FIG. 6 shows an exemplary flow process of the netlist reduction stage (step 74) in accordance with the embodiment shown in FIG. 5. Data used in the netlist reduction stage (step 74) includes a list of clock buffer, flip-flop, and latch cells (shown collectively in FIG. 6 as “clock cells”) belonging to a particular clock signal propagation path. The data used by the netlist reduction stage (step 74) further includes a predefined list of names of external pins (shown in FIG. 6 as “clock pins”) that are used by the clock signal propagation path. Additionally, the data used by the netlist reduction stage (step 74) includes one or more sets of rules (shown in FIG. 6 as “rules”) for device elimination and circuit netlist transformation. Those skilled in the art will appreciate that although these rules may be specific for each type of clock design, they use a similar format for the convenience of data accessibility.
 Within the netlist reduction stage (step 74), the transistor circuit netlist (also referred to as “original circuit netlist”) (70) is read (step 84). The reading input netlist stage (step 84) parses the original circuit netlist according to the clock cells (86) in the clock signal propagation path. Those skilled in the art will appreciate that the reading input netlist stage (step 84) also involves building a graph-oriented memory structure for each of the clock cells (86) under consideration, where the graph-oriented memory structure represents the original cell structure in the input specification.
 Next, a circuit flattening stage (step 88) involves removing cell hierarchy from the clock cells (86) if a hierarchy exists. This may be done using a graph-oriented memory structure produced in the reading input netlist phase (step 84).
 A building clock signal path stage (step 90) traverses graph-oriented memory structures to build a clock signal propagation path. Clock pins (92) are used as reference points for the path. When completed, the clock signal propagation path contains a list of the nodes internal to each of the clock cells (86) belonging to the actual, physical clock signal propagation path.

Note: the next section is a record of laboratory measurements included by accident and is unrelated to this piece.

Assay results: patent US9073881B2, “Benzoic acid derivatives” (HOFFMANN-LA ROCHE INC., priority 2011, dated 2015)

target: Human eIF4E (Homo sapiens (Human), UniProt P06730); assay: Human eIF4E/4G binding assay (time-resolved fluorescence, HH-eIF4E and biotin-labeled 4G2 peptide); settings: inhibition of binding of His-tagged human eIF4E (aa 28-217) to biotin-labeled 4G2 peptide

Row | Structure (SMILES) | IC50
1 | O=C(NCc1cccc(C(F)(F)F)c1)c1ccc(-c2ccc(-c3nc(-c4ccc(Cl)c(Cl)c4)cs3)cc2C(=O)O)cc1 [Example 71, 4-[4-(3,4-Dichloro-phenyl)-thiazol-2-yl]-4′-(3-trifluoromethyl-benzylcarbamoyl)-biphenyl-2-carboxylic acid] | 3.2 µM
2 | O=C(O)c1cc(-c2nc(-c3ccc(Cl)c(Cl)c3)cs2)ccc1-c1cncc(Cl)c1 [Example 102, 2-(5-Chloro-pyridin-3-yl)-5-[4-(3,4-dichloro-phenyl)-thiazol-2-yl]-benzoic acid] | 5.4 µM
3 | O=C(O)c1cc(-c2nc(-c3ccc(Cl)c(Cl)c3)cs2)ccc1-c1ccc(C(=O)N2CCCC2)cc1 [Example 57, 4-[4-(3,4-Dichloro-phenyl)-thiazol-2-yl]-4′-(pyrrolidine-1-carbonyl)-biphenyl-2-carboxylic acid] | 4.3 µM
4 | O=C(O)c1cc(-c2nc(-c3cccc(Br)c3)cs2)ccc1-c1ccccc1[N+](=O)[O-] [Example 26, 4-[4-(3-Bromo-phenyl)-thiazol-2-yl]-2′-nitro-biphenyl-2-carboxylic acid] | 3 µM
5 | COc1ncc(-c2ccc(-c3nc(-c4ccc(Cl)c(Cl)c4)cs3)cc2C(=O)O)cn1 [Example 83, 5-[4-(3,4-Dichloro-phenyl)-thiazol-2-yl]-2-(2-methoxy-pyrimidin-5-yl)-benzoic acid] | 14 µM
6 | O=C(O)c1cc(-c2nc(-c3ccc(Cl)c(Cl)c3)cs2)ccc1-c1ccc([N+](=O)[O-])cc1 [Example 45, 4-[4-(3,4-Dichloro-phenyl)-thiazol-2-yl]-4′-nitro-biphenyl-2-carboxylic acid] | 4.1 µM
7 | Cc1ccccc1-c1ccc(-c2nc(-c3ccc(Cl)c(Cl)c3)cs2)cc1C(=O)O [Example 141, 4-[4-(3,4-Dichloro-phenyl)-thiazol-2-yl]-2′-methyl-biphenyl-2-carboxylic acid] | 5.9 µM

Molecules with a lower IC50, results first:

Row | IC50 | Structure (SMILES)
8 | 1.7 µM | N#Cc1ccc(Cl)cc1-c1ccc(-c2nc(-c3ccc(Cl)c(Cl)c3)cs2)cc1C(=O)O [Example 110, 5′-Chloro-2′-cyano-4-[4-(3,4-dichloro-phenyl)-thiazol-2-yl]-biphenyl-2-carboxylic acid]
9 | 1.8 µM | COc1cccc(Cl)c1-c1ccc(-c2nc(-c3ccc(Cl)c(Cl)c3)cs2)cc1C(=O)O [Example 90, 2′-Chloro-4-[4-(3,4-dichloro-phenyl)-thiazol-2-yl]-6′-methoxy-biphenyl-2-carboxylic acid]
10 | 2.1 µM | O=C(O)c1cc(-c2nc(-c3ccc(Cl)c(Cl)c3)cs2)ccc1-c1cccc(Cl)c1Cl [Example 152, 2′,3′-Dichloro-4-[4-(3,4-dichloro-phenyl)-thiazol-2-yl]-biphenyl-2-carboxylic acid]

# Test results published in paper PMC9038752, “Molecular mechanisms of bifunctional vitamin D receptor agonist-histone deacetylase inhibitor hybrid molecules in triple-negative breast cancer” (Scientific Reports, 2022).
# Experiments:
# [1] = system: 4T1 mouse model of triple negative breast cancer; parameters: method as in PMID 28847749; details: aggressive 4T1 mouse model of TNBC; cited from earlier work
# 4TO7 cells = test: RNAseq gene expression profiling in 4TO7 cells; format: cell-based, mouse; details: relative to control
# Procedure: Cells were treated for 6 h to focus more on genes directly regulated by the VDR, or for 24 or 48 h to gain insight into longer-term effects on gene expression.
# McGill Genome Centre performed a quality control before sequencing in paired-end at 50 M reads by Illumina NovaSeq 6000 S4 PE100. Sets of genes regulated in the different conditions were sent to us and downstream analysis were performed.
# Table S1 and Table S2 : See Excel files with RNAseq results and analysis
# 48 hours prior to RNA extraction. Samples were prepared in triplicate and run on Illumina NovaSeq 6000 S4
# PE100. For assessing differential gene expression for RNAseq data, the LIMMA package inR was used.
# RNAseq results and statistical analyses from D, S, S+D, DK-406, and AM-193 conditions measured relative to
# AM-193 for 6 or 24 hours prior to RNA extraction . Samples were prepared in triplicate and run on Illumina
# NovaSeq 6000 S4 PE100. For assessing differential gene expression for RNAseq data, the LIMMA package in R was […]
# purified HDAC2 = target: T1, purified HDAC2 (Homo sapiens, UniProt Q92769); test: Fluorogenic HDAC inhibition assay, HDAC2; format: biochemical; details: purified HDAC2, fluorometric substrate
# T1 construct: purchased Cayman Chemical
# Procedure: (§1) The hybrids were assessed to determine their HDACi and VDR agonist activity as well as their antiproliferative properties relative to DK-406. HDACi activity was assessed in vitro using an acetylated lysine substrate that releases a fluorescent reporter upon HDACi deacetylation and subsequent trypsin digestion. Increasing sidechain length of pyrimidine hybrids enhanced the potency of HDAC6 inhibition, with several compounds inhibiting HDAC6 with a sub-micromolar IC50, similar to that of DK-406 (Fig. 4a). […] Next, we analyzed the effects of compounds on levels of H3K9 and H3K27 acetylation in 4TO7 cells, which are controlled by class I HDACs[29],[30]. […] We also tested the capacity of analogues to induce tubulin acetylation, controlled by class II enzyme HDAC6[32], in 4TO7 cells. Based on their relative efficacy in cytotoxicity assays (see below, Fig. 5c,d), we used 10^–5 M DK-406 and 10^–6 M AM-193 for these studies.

A device elimination stage (step 94) eliminates devices from the clock signal propagation path that have no impact on the path's timing properties. Rules (96) used in device elimination may require that the device elimination stage (step 94) preserve the electrical properties, and, therefore, preserve the timing accuracy of the circuit layout. In effect, devices which have no effect on the timing properties of the circuit may be eliminated.
 A netlist transformation stage (step 98) repairs connections that were broken in the device elimination stage (step 94). Networks which were broken apart are connected to other networks such as the clock, voltage supply, and ground networks. As in the device elimination stage (step 94), rules (96) used in netlist transformation ensure the preservation of all electrical properties of the original circuit. Using the requirements laid out in the rules (96), the netlist transformation stage (step 98) identifies device clusters, which may contain any number of devices, and joins devices within these clusters.
 A reduced netlist generation stage (step 100) uses the one or more netlists produced by the netlist transformation stage (98) and creates the reduced transistor circuit netlist (76). The reduced transistor circuit netlist (76) includes devices remaining after device elimination and netlist transformation as well as including clock pins (92) connected to the clock signal propagation path, voltage supply nets, and ground nets.
 Advantages of the present invention may include one or more of the following. In some embodiments, because a reduced transistor circuit netlist is created, performance of a netlist processor is increased while maintaining an acceptable level of timing accuracy.
 In some embodiments, because a reduced transistor circuit netlist may be automatically generated from an original circuit extracted from a chip design, simulation time is decreased relative to when the reduced transistor circuit netlist is not used.
 In some embodiments, because the electrical properties of an original circuit are maintained during generation of a reduced transistor circuit netlist, accuracy of the original circuit may be preserved in the reduced transistor netlist.
 In some embodiments, because an amount of nonlinear devices gets smaller as a result of netlist reduction, numerical integration based software tools (like SPICE) used for a clock verification purpose obtain additional stability, effectively increasing the software tool's ability to produce data for a wide range of circuit configurations, inclusive of those which failed for an original circuit.
 While the invention has been described with respect to a limited number of embodiments, those skilled in the art, having benefit of this disclosure, will appreciate that other embodiments can be devised which do not depart from the scope of the invention as disclosed herein. Accordingly, the scope of the invention should be limited only by the attached claims.
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|Clasificación de EE.UU.||713/500|
|28 Sep 2001||AS||Assignment|
|19 Jul 2005||CC||Certificate of correction|
|17 Oct 2008||FPAY||Fee payment|
Year of fee payment: 4
|1 Oct 2012||FPAY||Fee payment|
Year of fee payment: 8